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Show Review - Illegal

Updated: Aug 14, 2019

ILLEGAL by Jessica Phillippi

Scandal Theatre in association with Riotbox Productions 


‘Illegal’ is the tale of two women with very different stories bonded by a common theme - they are both living in what only a few years ago we would have considered an almost dystopian world. With barriers rising (physically in some cases) at borders across the globe and anti-immigration sentiment on the rise in the west, Jessica Phillippi’s play tackles the issue that nobody wants to talk about head on. 

Telling the story of Meg - an American woman trying her hardest to make a living in Scotland and Patri- a Gautamalan girl slowly finding herself being drawn into a darker and darker world of human trafficking, this is a tale that really goes to the heart of the matter. One woman tied up in the senseless bureaucracy of the UK passport system, another taking the life of herself and her loved ones into further danger every minute the play goes on. With the action unfolding in relay, developing episodically over the hour we see these two miraculous women dealing with an extremely unjust world. 

The performances from Phillippi (who as well as writer was also co-producer for the show) and Elena Larios, playing Patri, are almost flawless, which given the constant shifts in character and accent for them (often within the space of just a few seconds) is remarkable. This is a show which has been exceptionally well rehearsed and it is a credit to the direction of Heather Knudtsen that the flow of the piece, with it’s countless chapters, runs so smoothly and never feels jolted. 

It is this mesh of quality stagecraft and great acting that really makes this show work so well. Subtle changes in light, a terrific underscore and a simple yet effective set made of pillars of immigration papers all combine with the character stories to give real sense of immediacy to the play. There is an underlying sense throughout of the unspoken - those who should not be named   - and indeed other than a passing mention to former PM and all round immigration panto villain Theresa May, those major players in the western world’s current fascination with populism are rightly not given a namecheck. (Why give them the stage time?)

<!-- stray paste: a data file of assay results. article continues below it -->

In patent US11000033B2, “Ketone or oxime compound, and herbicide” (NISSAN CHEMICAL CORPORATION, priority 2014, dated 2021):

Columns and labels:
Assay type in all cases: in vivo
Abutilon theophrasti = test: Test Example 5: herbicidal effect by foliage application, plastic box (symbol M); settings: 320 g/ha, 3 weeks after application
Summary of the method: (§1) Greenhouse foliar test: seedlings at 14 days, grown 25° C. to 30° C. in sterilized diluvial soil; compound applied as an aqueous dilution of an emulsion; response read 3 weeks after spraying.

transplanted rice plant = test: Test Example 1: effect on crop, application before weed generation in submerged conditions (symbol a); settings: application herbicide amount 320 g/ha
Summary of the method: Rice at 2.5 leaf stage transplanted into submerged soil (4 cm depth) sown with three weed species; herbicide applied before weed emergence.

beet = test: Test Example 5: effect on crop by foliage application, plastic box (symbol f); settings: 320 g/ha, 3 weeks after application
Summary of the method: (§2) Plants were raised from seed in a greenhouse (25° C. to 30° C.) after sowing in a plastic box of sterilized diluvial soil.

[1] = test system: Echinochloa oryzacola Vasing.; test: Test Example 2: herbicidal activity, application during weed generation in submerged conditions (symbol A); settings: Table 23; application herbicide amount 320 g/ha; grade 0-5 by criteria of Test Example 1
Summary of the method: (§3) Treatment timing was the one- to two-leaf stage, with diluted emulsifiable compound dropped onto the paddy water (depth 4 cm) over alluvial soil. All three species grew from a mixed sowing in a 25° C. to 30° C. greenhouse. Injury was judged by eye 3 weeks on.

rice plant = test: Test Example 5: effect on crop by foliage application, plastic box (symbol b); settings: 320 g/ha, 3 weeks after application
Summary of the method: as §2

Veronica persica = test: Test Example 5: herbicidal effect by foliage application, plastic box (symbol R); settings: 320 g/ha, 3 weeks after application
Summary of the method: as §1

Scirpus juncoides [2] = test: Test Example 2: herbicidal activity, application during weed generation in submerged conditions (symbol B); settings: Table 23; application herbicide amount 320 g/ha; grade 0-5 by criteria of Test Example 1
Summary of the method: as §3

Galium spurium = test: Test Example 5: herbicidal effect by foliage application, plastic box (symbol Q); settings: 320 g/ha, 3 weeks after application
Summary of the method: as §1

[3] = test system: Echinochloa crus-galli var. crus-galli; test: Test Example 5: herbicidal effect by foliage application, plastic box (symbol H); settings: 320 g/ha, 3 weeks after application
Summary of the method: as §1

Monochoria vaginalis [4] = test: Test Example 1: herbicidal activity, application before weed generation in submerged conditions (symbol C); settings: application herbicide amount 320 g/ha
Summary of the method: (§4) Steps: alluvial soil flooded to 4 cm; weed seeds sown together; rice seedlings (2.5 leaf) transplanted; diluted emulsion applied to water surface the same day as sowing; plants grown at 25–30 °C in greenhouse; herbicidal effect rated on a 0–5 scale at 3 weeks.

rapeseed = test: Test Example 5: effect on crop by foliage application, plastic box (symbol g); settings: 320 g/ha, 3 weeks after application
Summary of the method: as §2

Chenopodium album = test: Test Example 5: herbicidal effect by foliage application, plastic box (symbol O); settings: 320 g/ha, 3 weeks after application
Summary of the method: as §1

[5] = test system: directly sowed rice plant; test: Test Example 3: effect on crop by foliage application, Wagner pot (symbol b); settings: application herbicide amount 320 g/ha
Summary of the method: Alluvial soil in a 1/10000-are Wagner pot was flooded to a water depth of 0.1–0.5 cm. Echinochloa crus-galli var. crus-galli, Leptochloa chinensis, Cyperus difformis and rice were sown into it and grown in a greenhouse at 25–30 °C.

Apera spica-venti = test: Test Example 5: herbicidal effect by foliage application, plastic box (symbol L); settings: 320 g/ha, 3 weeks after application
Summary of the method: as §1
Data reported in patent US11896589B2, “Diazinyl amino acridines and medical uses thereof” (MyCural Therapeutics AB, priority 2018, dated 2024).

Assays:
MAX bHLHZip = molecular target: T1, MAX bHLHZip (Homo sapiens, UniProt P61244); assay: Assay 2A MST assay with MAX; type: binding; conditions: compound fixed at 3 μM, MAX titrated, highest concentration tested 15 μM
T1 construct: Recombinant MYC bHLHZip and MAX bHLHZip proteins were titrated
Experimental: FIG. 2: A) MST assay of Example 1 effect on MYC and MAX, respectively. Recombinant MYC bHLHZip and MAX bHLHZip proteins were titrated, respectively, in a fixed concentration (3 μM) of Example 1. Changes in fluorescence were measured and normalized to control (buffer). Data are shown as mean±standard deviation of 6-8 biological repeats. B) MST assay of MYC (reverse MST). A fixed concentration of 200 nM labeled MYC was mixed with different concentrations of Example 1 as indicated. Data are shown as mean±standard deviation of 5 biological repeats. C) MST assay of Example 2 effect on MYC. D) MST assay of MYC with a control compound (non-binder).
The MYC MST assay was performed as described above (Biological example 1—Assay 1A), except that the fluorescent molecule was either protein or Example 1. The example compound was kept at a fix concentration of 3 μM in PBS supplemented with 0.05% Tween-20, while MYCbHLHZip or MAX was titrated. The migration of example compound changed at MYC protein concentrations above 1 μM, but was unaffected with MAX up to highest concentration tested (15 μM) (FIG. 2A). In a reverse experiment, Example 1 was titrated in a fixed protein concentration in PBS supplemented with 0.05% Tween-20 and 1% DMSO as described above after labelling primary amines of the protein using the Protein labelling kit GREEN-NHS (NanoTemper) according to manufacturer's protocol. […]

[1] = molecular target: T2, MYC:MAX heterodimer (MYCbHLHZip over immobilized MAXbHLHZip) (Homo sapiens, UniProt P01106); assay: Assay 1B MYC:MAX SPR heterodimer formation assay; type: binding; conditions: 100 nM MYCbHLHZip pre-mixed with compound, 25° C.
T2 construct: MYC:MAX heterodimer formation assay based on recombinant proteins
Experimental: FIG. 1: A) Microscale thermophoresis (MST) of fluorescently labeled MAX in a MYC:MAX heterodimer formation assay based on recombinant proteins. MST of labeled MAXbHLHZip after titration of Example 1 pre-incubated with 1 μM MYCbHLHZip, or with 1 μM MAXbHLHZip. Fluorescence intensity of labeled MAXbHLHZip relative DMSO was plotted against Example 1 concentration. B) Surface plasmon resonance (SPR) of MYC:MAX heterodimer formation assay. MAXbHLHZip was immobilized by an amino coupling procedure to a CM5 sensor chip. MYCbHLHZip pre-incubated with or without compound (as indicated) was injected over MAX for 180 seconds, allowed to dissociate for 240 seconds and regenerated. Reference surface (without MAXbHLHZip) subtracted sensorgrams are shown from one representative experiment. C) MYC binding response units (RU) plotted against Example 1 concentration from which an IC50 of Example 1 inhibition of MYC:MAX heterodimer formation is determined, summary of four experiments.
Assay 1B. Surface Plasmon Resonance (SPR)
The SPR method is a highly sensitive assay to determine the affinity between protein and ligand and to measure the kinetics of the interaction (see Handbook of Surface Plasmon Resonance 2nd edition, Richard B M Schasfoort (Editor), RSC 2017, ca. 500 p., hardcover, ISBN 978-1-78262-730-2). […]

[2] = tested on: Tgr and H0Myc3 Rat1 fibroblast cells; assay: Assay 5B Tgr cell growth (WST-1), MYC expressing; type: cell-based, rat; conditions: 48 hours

This is a real credit to the writing. The presidential bashing merry go round is unsurprisingly a well trodden and in some cases easy score at this festival - but here there are wider issues - of family, of a broken society and of how real lives are affected by the ever more extreme daily rhetoric. No-one has the time or inclination to mention HIM. 

The conclusion of the show is not, you will be surprised to hear a happy one - leaving the audience feeling a little bit of dissonance with the two lead characters. Why should SHE have a different outcome from her? Where is the justice in that? Where is the parity across our borders? Why does somebody not DO something?

‘Illegal’ left me, I don’t mind saying it, a little bereft. There are very few times where I see a piece which leaves me feeling powerless but when a story which is so much about big government putting the boot in on single people in the name of ‘the greater good’ - it leaves you angry. Angry that we allowed ourselves to sleepwalk to where we are, angry that it’s not top of everyone’s agenda - angry that there seems to be very little in the immediate future that as individuals we’ll be able to do about it. 

Perhaps, as history tells us, this is just a dark episode - that the fate of our characters is not going to be a continued story into the future. ‘Illegal’ should be a rallying cry to all to stand up and be counted. 

Which is exactly why you need to go and see it. 

‘Illegal’ is playing at the Underbelly, Cowgate until 25th Aug at 12:00pm



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